The second section brings together essays on archival sites beyond heritage institutions and across urban and other landscapes. In “Transnational Archival Practice as a Necessity in Cinema Practice: The Film Series The Invitees at Sinema Transtopia and the Rediscovery of Kara Kafa” Can Sungu discusses the film programs of Sinema Transtopia and the rediscovery of Kara Kafa, a film shot in 1979 by a Turkish team in Duisburg, Cologne, and Berlin as a model for a curatorial practice and film historiography of migrant cinema that moves beyond the frameworks of national heritage to reflect the complexity of multi-sited and multi-language biographies and filmographies. In “’Can’t You See Them?—Film them.’” Asja Makarević, a film scholar and long-time curator of the Sarajevo Film Festival, talks to artist Clarissa Thieme about her long-standing artistic collaboration with Hamdija Kresevljakovic Video Arhiv Sarajevo, a collection of video testimonies of the siege of Sarajevo 1991-1996. Thieme discusses how this archive transcends the context of its origin and speaks to and through her work as an artist. In “Action-based Archivism” Alexandra Schneider talks with Mareike Bernien, Madhushree Dutta, and Merle Kröger about their work as documentary filmmakers and cultural activists. The conversation focuses on how artists become archivists and revolves around a set of online archives that have come out of projects engaging a cultural space between Germany and India. In “Navigating/Activating: Working with Harun Farocki’s Estate” Volker Pantenburg draws on Suely Rolnik’s concept of the poetic force of the archive to highlight the multiplicity of potential discoveries and connections in the legacy of an individual artist, in the networks of which he was part, and in the city in which he lived and worked. In “Pirated Lubunca Films: Lambdaistanbul’s Counter-archival Practices” Sema Çakmak delves into the screening practices of a queer underground film festival in Istanbul. She traces program histories, revisits localities, and talks to programmers and audiences to evoke the ephemeral and precarious experience of queer festival culture in Turkey’s metropolis. In “Forgetting the Cinema of Transgression by Looking for Its Traces” Marie-Sophie Beckmann recounts the challenge of mapping 1980s marginal film cultures in New York’s East Village and Lower East Side. Focusing on the work of Nick Zedd, Beckmann emphasizes the resistance to reconstruction of what she calls fluid practices and unruly objects. In “On Transnationality and Archive Practice: A Chronicle of the Rafla Collection” Tamer El Said chronicles the discovery of a private collection of amateur films and reduction prints, which was compiled by Madgy Rafla, a jewler in Cairo’s Heliopolis neighborhood. Kept by Rafla’s family in their bedroom, the collection contains unique footage of Egypt from the 1920s through the 1960s and points to the importance of private film collections as repositories of cultural and political memory, and all-too neglected part of film history.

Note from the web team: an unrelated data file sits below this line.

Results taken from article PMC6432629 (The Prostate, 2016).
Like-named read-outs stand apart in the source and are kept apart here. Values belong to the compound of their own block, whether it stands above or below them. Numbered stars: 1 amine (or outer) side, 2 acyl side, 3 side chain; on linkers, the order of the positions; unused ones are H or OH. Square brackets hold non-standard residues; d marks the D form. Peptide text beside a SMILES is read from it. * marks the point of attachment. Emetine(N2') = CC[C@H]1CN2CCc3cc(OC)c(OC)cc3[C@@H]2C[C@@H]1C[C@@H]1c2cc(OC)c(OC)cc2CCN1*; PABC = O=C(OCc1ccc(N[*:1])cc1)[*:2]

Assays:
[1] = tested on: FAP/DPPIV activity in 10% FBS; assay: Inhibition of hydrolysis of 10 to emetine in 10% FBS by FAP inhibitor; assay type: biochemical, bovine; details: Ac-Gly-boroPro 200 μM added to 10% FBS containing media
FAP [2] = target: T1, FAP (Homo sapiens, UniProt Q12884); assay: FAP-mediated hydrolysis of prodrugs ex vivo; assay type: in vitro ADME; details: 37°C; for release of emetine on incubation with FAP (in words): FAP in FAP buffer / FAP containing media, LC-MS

New Cinephilias: Beyond the Manspreading Machine